Teens Learn Art of Curating in “How Much Do I Owe You?”
An abandoned mansion on Grand Concourse in the Bronx. A vacant gallery space in Dumbo, Brooklyn. A former bank in Long Island City, Queens. What all of these places have in common is No Longer Empty, an arts and education nonprofit that converts empty spaces into places for art.
No Longer Empty’s mission is to engage new audiences with contemporary art and at the same time, incorporate a site’s prior use into their exhibitions and include the surrounding community in the process. All three feats are achieved in the group’s latest exhibit, “How Much Do I Owe You?”, which opens on Dec. 12.
Barbara Feldman, special projects coordinator at No Longer Empty, said the organization was started by founder Manon Slome because there were “barriers to entry” into the arts for a wide range of people in New York City. Slome, a former curator for the Guggenheim Museum and chief curator for No Longer Empty, also wanted all No Longer Empty exhibits to be “site specific,” said Feldman.
WATCH VIDEO:No Longer Empty Chief Curator and founder Manon Slome discusses the work of the arts organization. Video edited by Debrain Design and courtesy of No Longer Empty.
“How Much Do I Owe You?” is set in the former Bank of Manhattan building in Long Island City, now known as the Clock Tower. In an area that is being rezoned and redeveloped in the face of growing gentrification, the show addresses “change and exchange as well as the economic, social and employment shifts that are occurring as we move further from a cash economy toward virtual transactions.”
It’s a heavy topic, but No Longer Empty believed youth would have something to say about it and partnered with ArtsConnection to expand upon another aspect of their mission: education.
The Student Art Program at ArtsConnection provides New York City public high school students with an opportunity to engage with all the art the city has to offer. For “How Much Do I Owe You?”, students from the ArtsConnection TRAC (teen reviewers and critics) program became curators, and selected artwork created by mostly local teenagers to be shown alongside the professional art curated by No Longer Empty. The students chose 21 pieces out of 87 submissions.
WATCH VIDEO:Students from ArtsConnection‘s TRAC (teen reviewers and critics) program discuss with No Longer Empty’s Chief Curator Manon Slome the art they want to choose for the “How Much Do I Owe You?” exhibit. Video courtesy of ArtsConnection.
“A student curated exhibition with work drawn from student artists gets the youth into the heart of the art experience and turns them from just passive consumers into producers,” said Slome in an email. “They are given the power to make decisions…and their selections become the exhibition. It is an empowering process and builds confidence in so many ways.”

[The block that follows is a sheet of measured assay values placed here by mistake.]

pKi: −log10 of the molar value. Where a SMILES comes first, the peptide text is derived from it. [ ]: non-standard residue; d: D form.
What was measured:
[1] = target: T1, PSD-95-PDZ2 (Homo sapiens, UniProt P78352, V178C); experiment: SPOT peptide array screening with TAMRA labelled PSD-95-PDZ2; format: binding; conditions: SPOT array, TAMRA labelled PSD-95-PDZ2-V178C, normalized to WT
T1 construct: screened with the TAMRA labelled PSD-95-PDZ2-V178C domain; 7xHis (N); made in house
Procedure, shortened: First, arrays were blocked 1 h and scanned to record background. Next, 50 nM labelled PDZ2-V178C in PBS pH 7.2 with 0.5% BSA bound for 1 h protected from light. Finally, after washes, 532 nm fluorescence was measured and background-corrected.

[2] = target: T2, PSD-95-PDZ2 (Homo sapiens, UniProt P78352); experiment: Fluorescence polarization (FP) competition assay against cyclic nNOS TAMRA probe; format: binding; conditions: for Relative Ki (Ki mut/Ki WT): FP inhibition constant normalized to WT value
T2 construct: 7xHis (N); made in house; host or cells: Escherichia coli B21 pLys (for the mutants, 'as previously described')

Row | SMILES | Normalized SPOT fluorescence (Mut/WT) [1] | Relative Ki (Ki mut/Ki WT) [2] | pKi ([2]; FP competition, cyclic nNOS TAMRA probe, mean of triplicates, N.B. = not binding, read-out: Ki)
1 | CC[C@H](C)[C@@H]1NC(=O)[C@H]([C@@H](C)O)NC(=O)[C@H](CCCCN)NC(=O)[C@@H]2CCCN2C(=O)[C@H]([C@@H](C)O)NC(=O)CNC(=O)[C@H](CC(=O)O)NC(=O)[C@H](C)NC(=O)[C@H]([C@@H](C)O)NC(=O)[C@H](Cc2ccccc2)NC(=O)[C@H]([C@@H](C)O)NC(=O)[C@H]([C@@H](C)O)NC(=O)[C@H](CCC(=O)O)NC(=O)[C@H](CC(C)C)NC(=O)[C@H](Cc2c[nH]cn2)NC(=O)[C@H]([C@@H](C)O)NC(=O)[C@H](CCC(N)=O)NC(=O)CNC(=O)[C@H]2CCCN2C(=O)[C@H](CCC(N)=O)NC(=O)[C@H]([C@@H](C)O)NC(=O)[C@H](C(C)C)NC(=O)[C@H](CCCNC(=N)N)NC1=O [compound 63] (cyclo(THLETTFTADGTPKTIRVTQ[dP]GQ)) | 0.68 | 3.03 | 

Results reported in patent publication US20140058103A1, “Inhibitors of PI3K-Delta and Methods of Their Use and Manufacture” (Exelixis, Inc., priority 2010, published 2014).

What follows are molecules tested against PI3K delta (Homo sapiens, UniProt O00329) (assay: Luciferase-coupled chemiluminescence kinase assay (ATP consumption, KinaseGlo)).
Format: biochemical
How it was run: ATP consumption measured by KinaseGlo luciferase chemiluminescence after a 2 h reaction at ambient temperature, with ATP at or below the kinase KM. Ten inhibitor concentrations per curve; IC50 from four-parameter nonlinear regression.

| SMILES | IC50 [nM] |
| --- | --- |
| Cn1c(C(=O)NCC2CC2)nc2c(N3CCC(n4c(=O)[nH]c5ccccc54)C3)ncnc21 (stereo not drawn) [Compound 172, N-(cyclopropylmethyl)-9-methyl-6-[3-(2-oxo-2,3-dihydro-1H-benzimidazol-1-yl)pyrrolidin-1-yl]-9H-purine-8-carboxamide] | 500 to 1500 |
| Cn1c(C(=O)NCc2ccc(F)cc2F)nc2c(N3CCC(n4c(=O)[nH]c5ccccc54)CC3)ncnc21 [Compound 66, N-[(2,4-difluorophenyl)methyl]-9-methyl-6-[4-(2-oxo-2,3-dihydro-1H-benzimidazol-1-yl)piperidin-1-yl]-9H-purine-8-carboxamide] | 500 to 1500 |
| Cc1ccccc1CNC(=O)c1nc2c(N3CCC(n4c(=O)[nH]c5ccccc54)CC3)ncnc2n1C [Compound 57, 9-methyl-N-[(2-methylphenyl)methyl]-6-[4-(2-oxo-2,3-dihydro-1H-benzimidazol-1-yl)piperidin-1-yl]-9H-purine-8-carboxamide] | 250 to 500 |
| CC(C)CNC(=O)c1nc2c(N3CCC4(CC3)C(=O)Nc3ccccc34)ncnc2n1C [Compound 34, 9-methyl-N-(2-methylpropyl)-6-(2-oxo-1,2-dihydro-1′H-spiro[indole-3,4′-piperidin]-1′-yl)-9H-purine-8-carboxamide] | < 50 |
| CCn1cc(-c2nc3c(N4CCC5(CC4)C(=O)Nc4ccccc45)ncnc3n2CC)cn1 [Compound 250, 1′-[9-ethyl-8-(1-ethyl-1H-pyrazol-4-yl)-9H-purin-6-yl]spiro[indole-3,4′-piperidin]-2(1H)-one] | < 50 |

The six student curators, who hail from all over the city, feel similarly.
“I enjoy being a part of the process and seeing the work that other teens have made,” said Jessica Bain, 16, a student from Flatbush, Brooklyn, who attends Midwood High School, adding that without the ArtsConnection and No Longer Empty program, she never would have “experienced art as much.”
Maya Fell, 17, from Murray Hill, Manhattan, and a student at the Birch Wathen Lenox School, said she has now found a career path.
“I’ve opened up to new ways of looking at art,” she said. “I’ve really decided I want to pursue curating as a career.”
For Ada Wolin, 16, who lives on the Lower East Side and attends Bard High School Early College, working with professionals was stressful at first.
“But it’s amazing to be working with people who are so assured of what they’re doing,” she said.
One student art work chosen for the exhibit was particularly inspiring for the student curators, said Diane Exavier, program manager of the TRAC program. The piece, called “Is That Enough?” was created by 19-year-old Lobsang Tsewang, a student from Newtown High School. The sculpture of two hands opening an empty purse represents a memory of Tsewang’s. When he was a about six years old, he begged his mother for an ice cream cone. She said no repeatedly, but he kept begging. She finally opened her purse, and Tsewang thought he was getting his treat. But there was no money inside.
In their own written statement, the student curators said the works “portray the struggles of American families as they attempt to find a secure place in a monetarily driven society, while also addressing the financial transactions that teenagers witness and are a part of every day.”
“How Much Do I Owe You?” is on display at The Clock Tower Building at Queens Borough Plaza in Long Island City from Dec. 12 – March, 2013 . Hours are Thursday through Monday, 1 – 7 p.m. The opening reception is on Dec. 12, 7 – 9 p.m.